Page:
The Light’s Guardians is a 90,000-word adult science fiction/fantasy novel with series potential. It has the world building and in world mythology of Children of Blood and Bone, the banter of Jim Butcher with the aliens, monsters, and gods of Monstress.

Thank you for your time and consideration.

Sincerely,

Q37

Let’s all wish the best of luck to Q37!


And for the rest of you out there?
Best of luck in the query trenches!

#36 Query Corner – “The Holy Shuriken” (And a discussion about Content Warnings)

Welcome to:

Morgan’s Query Corner:

Fresh eyes for your query quandaries.

When 16yo Renee Ballard is rescued from demonic armadillos by ninja Jesuit priests, her first night studying abroad, she believes God is calling her to stop human trafficking. [Language and mature themes]

NOTE: If you submit your query to me (morgan.s.hazelwood@gmail.com), and you are selected for inclusion, I will give you a high-level review, in-line feedback, and my own draft of your query. If this is your query, feel free to use or ignore as much of the advice and suggestions as you wish.

[Disclaimer: Any query selected for the page will be posted on this website for perpetuity. I am an amateur with no actual accepted queries and a good number of form rejections. This does not guarantee an agent or even an amazing query, just a new take by someone who’s read The Query Shark archives twice and enjoys playing with queries.]

Overall Impression:

The querier had a great blurb — but not quite a query. It’s a decent length, but I streamlined it a bit anyway, cause I can’t help myself.  Feel free to take or ignore these suggestions as you see fit.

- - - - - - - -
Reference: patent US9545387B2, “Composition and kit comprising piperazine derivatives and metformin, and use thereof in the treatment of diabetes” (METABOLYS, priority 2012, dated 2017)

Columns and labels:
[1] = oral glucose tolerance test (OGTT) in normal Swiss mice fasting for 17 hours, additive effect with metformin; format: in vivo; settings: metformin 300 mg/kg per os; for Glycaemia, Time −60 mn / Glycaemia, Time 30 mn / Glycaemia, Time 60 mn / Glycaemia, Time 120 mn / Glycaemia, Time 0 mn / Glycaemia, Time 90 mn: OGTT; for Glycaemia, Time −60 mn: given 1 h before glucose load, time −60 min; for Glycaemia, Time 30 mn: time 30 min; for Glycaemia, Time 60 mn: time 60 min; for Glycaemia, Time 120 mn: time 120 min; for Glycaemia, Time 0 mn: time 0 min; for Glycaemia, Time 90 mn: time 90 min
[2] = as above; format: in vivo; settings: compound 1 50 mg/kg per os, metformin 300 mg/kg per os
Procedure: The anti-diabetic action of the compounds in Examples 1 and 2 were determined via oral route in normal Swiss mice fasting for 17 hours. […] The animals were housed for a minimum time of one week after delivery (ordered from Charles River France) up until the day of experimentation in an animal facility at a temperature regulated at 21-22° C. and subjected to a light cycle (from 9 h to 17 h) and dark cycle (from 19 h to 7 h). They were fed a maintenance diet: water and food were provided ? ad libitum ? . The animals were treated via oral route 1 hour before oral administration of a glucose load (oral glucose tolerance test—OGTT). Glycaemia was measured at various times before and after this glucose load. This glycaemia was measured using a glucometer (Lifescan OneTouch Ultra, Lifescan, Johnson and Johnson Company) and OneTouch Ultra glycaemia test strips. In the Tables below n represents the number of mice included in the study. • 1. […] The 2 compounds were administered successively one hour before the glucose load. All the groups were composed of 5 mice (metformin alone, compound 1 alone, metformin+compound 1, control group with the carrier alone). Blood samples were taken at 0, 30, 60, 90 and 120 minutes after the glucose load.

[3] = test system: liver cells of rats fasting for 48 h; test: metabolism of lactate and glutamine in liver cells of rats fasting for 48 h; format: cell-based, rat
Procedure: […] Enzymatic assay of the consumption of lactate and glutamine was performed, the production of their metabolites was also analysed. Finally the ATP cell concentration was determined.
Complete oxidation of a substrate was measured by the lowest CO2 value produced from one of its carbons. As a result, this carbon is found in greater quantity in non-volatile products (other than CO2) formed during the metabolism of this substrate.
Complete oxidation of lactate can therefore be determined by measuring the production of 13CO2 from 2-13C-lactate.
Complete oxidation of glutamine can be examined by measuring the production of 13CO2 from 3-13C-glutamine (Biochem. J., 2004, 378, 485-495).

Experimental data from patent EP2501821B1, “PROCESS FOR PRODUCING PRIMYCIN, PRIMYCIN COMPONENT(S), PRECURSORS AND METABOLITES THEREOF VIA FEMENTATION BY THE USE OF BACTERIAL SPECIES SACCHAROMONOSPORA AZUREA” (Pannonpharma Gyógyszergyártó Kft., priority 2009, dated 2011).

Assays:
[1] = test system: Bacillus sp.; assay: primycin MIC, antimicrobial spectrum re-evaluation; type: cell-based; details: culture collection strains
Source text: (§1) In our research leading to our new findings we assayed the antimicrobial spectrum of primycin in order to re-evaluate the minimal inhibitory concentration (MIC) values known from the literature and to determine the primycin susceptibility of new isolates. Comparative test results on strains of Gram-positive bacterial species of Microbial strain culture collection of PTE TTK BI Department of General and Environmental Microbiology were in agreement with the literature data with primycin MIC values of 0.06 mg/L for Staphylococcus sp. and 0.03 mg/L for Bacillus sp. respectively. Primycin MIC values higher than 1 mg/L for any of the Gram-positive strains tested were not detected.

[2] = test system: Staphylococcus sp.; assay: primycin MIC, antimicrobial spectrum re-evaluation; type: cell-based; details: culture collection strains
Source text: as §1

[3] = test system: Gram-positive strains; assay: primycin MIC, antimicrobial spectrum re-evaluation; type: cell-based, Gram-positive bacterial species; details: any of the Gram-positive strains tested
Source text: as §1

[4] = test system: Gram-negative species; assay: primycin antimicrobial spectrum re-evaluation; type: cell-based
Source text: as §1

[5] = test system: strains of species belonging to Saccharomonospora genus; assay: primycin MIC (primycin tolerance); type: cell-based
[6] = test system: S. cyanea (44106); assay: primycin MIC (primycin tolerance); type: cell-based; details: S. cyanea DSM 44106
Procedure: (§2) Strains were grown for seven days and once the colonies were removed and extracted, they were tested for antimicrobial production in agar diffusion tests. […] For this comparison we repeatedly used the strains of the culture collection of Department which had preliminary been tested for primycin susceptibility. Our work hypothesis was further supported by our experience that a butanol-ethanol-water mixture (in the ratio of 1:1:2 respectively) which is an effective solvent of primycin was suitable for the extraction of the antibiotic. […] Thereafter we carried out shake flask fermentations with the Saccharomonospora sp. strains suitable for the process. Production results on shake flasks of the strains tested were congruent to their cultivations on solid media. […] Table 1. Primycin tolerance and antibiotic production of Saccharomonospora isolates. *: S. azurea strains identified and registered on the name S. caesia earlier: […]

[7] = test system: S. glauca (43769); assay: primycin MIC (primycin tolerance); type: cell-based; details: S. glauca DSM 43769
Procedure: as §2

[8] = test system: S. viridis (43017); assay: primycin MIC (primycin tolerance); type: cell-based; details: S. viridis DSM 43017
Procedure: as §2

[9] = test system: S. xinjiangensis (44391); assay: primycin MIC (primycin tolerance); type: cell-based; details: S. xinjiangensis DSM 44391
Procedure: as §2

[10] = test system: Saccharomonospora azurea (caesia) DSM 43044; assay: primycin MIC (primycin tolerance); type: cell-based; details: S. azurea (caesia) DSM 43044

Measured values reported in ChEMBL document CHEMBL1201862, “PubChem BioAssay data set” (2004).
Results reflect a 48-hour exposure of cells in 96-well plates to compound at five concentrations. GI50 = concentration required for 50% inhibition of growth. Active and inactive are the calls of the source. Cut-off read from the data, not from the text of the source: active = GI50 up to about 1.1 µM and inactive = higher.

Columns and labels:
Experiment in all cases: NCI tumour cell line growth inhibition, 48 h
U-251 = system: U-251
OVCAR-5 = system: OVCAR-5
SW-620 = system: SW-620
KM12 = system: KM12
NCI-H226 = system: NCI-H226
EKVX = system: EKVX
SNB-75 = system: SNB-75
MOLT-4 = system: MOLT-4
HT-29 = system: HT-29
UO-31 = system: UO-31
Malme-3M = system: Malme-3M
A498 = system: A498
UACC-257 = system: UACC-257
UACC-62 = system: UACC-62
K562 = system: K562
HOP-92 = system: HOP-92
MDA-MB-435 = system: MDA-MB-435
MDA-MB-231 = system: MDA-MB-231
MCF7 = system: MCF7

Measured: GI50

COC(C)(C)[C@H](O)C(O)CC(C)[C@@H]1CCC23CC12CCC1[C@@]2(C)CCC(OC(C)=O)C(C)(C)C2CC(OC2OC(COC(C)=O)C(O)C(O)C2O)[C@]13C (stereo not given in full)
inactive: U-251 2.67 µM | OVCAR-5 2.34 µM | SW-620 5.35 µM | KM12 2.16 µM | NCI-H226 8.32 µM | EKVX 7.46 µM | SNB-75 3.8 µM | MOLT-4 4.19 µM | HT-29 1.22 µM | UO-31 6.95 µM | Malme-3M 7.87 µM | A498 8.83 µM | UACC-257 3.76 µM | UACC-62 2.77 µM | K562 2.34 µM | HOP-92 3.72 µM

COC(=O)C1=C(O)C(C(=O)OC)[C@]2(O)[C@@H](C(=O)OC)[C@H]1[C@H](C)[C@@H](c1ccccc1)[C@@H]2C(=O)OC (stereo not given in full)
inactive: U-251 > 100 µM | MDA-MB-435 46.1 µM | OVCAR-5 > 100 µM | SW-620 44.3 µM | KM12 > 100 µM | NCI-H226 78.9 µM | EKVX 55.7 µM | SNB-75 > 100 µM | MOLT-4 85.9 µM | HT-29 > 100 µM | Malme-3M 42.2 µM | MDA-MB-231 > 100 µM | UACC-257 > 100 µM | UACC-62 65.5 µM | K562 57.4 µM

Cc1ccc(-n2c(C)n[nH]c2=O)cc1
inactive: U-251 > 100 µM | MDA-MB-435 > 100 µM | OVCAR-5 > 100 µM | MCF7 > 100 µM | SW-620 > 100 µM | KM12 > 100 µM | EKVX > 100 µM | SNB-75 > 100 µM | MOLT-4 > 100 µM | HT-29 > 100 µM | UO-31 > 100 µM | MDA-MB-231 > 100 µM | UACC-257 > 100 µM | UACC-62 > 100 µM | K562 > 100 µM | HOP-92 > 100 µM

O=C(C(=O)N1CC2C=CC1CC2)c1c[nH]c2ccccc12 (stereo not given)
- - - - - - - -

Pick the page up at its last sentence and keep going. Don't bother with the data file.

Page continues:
1. It’s got almost too much flavor-text for a query – make sure you focus on the main character’s stakes.
  2. Having the protagonist and the target have 2 syllable names starting with R is a little confusing.
  3.  You never need to mention how little experience you have.

The author, Phil Gross, and I had another discussion about adding an actual content warning to the query letter itself. As a condition for sharing his query with you, he asked that I include both his name and his website: PhilGrossAuthor. He clearly doesn’t shy away from accountability.

His proposed note: “CW: the existence of sexual assault as it pertains to human trafficking is mentioned, but neither described, detailed, nor portrayed. There are also brief instances of graphic violence.

My reply was to add it to the stats paragraph and to lead with that so that agents and publishers could self-select if the story was for them.

I haven’t seen it done explicitly as such. I have seen themes and such added to the stat paragraph. As such, I’d probably not call it a content warning, but list it. If you can find something that is evocative on the graphic violence as a comp, that might be helpful

THE HOLY SHURIKEN is a 59,000-word urban fantasy for YA audiences. It combines the absurdist humor of [Something], with the graphic action of [Soemthing else]. OR This irreverent romp should appeal to fans of X and Y. THE HOLY SHURIKEN contains references to the existence of sexual assault as it pertains to human trafficking is mentioned, but neither described, detailed, nor portrayed.

I’ve been in panels that discussed YA After Dark and agreed with the panelists. YA doesn’t need to be sugar-coated. Dark themes can help people of all ages who are dealing with abuse/etc know that they’re not alone, and model ways to (or not to) cope. Dark themes can help people who haven’t suffering learn empathy.